Indian Space Research Organization‘s Geosynchronous Satellite Launch Vehicle (GSLV) apparently suffered a minor performance shortfall during its maiden flight resulting in the injection of its experimental payload into a transfer orbit with an apogee about 4,000 km below expectations (181 x 32,051 km, achieved for a targeted orbit at 185 x 35,975 km). According to various mission reports, the 12KRB cryogenic upper stage, provided by Russia’s GKNPTs Khrunichev, was due to perform for about 710 seconds but its burn apparently lasted only 698 seconds. Another suspect is the launcher navigation system derived from that of the PSLV which has flown only to lower altitudes before. ISRO expects that the mishap, and the need to use G-Sat 1’s onboard 440-N propulsion system to catch up the missing altitude, will not affect the planned 3-year lifetime of the experimental satellite. The second qualification flight of the GSLV is tentatively set for the second quarter of 2002.
Editor’s note: Among the new technologies to be tested onboard G-Sat 1 are new 10-N bipropellant thrusters.

April 18 – Success for GSLV’s Maiden Flight
The Indian Space Research Organization successfully conducts the first flight of its new Geosynchronous Satellite Launch Vehicle (GSLV). After a three-week delay following an aborted launch attempt on March 28, the GSLV-D1 vehicle lifted off from Sriharikota Range, Andhra Pradesh, and injected its payload, the 1,540-kg G-Sat 1 experimental rural communication satellite, into a subsynchronous transfer orbit (181 x 32,051 km, inclined 19.25 degrees to the Equator) some 1,040 sec. later. Two more qualification flights of the GSLV are planned in the next two years. At least one more success is needed before the vehicle is declared fit for operational flights. The GSLV’s first operational payload is likely to be Insat 3D, in 2003. The 10-year development of the GSLV reportedly cost US$300 million while the cost for a single launch is announced around US$35/40 million.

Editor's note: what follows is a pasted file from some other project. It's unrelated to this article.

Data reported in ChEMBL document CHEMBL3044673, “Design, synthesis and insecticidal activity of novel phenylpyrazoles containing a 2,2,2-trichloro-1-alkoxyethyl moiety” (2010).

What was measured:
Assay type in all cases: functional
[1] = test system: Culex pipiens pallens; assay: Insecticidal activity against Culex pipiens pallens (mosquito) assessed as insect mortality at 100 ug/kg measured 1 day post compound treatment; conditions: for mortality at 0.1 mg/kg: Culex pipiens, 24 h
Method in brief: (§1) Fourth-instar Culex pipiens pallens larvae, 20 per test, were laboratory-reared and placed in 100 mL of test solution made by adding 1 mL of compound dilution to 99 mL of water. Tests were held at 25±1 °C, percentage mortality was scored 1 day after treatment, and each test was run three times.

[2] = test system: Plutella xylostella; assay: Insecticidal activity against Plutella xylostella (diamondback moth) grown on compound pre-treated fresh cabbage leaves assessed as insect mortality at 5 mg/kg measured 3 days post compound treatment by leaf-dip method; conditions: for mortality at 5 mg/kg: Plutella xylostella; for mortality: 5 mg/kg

Editor’s note: The maiden flight of GSLV, which has been postponed continuously since late 1997, is India’s last major step in its 38-year long policy for autonomous access to space. Comments in international press regarding the use of the new vehicle’s technology for ballistic missile purposes are undue. Only the GSLV’s solid core stage could be suitable for conversion into a missile stage and it is basically similar to the first stage of the previous PSLV which has been flying since 1994.